ePostcard #111: Aspen Leaf Dance

by | Oct 27, 2020 | 3 comments

ePostcard #111: Leaf Dance

Introduction: Before returning to our exploration of Tierra del Fuego, I want to step back to September and celebrate my home landscape in Colorado and the golden autumn that preceded our immersion in smoke and loss. These aspen photos are mine and the text excerpts are from my 2008 essay on the natural history of aspen, entitled Leaf Dance, which I wrote for Linde Waidhofer’s and Lito Tejada-Flores’ magnificent book—Forests of Light: The Romance of Rocky Mountain Aspens (2008). The excerpts I’ve chosen are about leaf color change in aspen. All of Linde Waidhofer’s photographic art books are spectacular and I suggest you look at the entire collection of their books, which are available in both hardcover and as eBooks, at their website: Credit: FORESTS OF LIGHT (2008, Western Eye Press; all photographs ©2008 Linde Waidhofer texts ©2008 by Lito Tejada-Flores and Audrey Benedict respectively).




ASPENS IN THE WEST, the delicate, sparkling green leaves of spring, the matte-green leaves of summer, the golden blazons of autumn, and the leafless, silver-gray trees of winter, mark the passing of the seasons more dramatically than any calendar. In the amber light of late afternoon, I climb a ridge so that I can look down on a “river” of quaking aspen. From my aerie-like perch, the leaves appear impossibly luminous—miniature lanterns powered by distilled sunshine. A puff of wind riffles through the branches, sending a meteor shower of leaves to pattern the forest floor with Spanish dubloons. For the last forty-seven years, I’ve lived at the edge of an aspen grove in the mountains of Colorado and have listened to countless, leaf-whispered stories of adaptation and survival—the beauty, complexity, and continuing mystery of aspen never ceasing to amaze me.

With September’s arrival, the vibrant green of summer aspen dissolves in a blaze of golden light. Green is the color of photosynthesis—the sun-powered plant engine that drives all life on earth. Chlorophyll, the green pigment that gives plants their green color, is encapsulated in minute sacs, called chloroplasts, that are located in the cells of leaf and stem tissues. Chlorophyll absorbs light energy from the sun and then transfers it to reaction centers in the chloroplasts. The chloroplasts then transform water and carbon dioxide into high-energy carbohydrates such as sugars, starches, and cellulose. The chlorophyll in aspen bark allows the tree to photosynthesize almost year-round, even at temperatures below freezing—a distinct advantage when leaf carbohydrate production is severely reduced as a result of a late spring freeze or insect defoliation. The high-energy food produced by photosynthesis is stored in various ways, such as in swollen roots and stems, and is used to fuel growth.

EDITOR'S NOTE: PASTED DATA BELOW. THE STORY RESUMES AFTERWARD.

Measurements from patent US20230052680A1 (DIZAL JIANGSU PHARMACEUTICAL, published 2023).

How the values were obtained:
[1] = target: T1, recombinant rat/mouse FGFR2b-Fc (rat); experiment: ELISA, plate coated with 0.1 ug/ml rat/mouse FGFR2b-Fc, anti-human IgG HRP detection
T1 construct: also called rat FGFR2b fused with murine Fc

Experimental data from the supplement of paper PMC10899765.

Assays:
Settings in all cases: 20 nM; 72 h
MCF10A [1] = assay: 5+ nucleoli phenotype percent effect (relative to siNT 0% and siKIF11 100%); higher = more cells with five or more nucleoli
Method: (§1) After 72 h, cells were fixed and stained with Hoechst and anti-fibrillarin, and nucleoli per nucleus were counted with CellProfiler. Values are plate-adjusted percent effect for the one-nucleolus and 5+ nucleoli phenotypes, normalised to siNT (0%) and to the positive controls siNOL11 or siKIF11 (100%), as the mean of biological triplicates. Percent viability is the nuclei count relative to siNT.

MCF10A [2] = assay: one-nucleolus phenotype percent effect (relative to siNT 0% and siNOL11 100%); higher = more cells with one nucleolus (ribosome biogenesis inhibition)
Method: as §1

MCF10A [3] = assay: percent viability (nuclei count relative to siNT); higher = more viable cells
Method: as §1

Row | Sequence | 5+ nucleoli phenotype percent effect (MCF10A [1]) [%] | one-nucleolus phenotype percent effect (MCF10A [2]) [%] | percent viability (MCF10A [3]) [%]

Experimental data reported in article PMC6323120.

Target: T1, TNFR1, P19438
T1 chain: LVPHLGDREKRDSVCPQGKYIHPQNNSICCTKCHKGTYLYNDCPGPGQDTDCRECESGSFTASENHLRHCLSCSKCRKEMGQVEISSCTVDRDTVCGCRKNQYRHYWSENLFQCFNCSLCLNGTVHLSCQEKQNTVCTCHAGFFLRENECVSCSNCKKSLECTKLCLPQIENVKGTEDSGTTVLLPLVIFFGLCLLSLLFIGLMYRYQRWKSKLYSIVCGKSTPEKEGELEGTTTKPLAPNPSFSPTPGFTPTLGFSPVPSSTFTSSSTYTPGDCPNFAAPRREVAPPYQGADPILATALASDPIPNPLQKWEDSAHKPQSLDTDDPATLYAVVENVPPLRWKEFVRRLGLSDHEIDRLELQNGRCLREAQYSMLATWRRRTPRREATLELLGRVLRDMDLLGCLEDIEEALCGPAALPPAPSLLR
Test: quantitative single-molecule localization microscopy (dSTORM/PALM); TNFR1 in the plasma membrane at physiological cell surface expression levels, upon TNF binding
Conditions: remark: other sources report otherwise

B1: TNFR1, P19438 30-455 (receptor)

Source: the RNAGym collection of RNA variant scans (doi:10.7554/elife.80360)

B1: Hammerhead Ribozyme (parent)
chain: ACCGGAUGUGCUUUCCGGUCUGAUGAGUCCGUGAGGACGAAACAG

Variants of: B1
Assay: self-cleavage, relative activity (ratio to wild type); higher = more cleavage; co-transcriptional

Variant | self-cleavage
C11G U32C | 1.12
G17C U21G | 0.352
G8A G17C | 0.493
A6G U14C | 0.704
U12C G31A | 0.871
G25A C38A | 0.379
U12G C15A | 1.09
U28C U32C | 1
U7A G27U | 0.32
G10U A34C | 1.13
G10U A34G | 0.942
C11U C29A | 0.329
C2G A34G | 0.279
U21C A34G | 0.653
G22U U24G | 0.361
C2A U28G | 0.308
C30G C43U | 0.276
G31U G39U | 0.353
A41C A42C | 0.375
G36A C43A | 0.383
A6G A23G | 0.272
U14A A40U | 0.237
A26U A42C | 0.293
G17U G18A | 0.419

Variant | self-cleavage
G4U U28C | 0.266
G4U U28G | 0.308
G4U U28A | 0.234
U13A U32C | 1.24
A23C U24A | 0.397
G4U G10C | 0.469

During the spring and summer, aspen leaves serve as the primary factories for photosynthesis. In addition to chlorophyll, aspen leaves contain three pigments that, in differing gene-based combinations, produce the colors that define the chromatic amplitude of a Rocky Mountain autumn: the purest yellow is produced by the pigment xanthophyll, gold and orange hues come from carotene, and the rarer reds are the result of anthocyanin. These pigments are almost completely masked by chlorophyll during much of the year. The coloring process begins in late summer and early autumn when shorter days prompt the trees to stop food production and to begin withdrawing sap into their trunks and roots for the coming winter. The circulation to the leaves is cut off, the chlorophyll in the leaves breaks down, the green color disappears, and the vivid hues of the other pigments move to center stage.

Crisp, sunny days and cool nights when temperatures drop below 45°F (but not below freezing) are necessary to bring about the most spectacular displays of autumn color. These conditions inhibit the withdrawal of sugars from the leaf, a situation that favors the accumulation of pigments. If the weather is cloudy and rainy or if there is an early killing frost, the colors will not be as vibrant and the leaves may turn drab and sere. The color grows in intensity at the higher elevations first, spreading like a firestorm to burnish the foothills below. While all these changes are taking place, a hormone at the base of the aspen leaf is working to weaken the link between leaf and branch, producing a separation layer. Once this process is complete, the leaf will be ready to separate from the tree with the first fretting breeze. For those of us who love aspen, the time is bittersweet—the soft rustling of the leaves will soon be replaced by the sweet, tannin-rich perfume of aspen leaves gone to earth. The final dance of the leaves is over for another season.

click images to enlarge

click images to enlarge

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